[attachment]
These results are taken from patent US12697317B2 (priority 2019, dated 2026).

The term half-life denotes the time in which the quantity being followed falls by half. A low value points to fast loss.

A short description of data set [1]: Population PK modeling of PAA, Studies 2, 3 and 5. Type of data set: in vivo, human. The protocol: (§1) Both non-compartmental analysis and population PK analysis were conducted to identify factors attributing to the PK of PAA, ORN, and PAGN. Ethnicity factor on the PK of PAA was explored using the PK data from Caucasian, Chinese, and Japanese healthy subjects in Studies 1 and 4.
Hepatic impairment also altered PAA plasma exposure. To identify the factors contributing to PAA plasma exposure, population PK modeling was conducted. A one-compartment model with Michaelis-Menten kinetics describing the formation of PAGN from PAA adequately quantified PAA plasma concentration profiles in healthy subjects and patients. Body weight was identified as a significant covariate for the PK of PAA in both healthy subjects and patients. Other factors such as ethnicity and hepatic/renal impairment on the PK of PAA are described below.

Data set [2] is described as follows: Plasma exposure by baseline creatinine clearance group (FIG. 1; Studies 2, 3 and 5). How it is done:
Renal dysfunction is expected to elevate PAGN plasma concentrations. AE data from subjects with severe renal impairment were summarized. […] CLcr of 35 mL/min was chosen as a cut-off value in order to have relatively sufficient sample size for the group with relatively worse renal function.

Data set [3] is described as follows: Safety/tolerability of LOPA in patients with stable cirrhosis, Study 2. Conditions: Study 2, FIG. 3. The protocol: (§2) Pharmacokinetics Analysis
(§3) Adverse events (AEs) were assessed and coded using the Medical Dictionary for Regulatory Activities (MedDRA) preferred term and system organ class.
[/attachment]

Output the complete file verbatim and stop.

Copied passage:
These results are taken from patent US12697317B2 (priority 2019, dated 2026).

The term half-life denotes the time in which the quantity being followed falls by half. A low value points to fast loss.

A short description of data set [1]: Population PK modeling of PAA, Studies 2, 3 and 5. Type of data set: in vivo, human. The protocol: (§1) Both non-compartmental analysis and population PK analysis were conducted to identify factors attributing to the PK of PAA, ORN, and PAGN. Ethnicity factor on the PK of PAA was explored using the PK data from Caucasian, Chinese, and Japanese healthy subjects in Studies 1 and 4.
Hepatic impairment also altered PAA plasma exposure. To identify the factors contributing to PAA plasma exposure, population PK modeling was conducted. A one-compartment model with Michaelis-Menten kinetics describing the formation of PAGN from PAA adequately quantified PAA plasma concentration profiles in healthy subjects and patients. Body weight was identified as a significant covariate for the PK of PAA in both healthy subjects and patients. Other factors such as ethnicity and hepatic/renal impairment on the PK of PAA are described below.

Data set [2] is described as follows: Plasma exposure by baseline creatinine clearance group (FIG. 1; Studies 2, 3 and 5). How it is done:
Renal dysfunction is expected to elevate PAGN plasma concentrations. AE data from subjects with severe renal impairment were summarized. […] CLcr of 35 mL/min was chosen as a cut-off value in order to have relatively sufficient sample size for the group with relatively worse renal function.

Data set [3] is described as follows: Safety/tolerability of LOPA in patients with stable cirrhosis, Study 2. Conditions: Study 2, FIG. 3. The protocol: (§2) Pharmacokinetics Analysis
(§3) Adverse events (AEs) were assessed and coded using the Medical Dictionary for Regulatory Activities (MedDRA) preferred term and system organ class.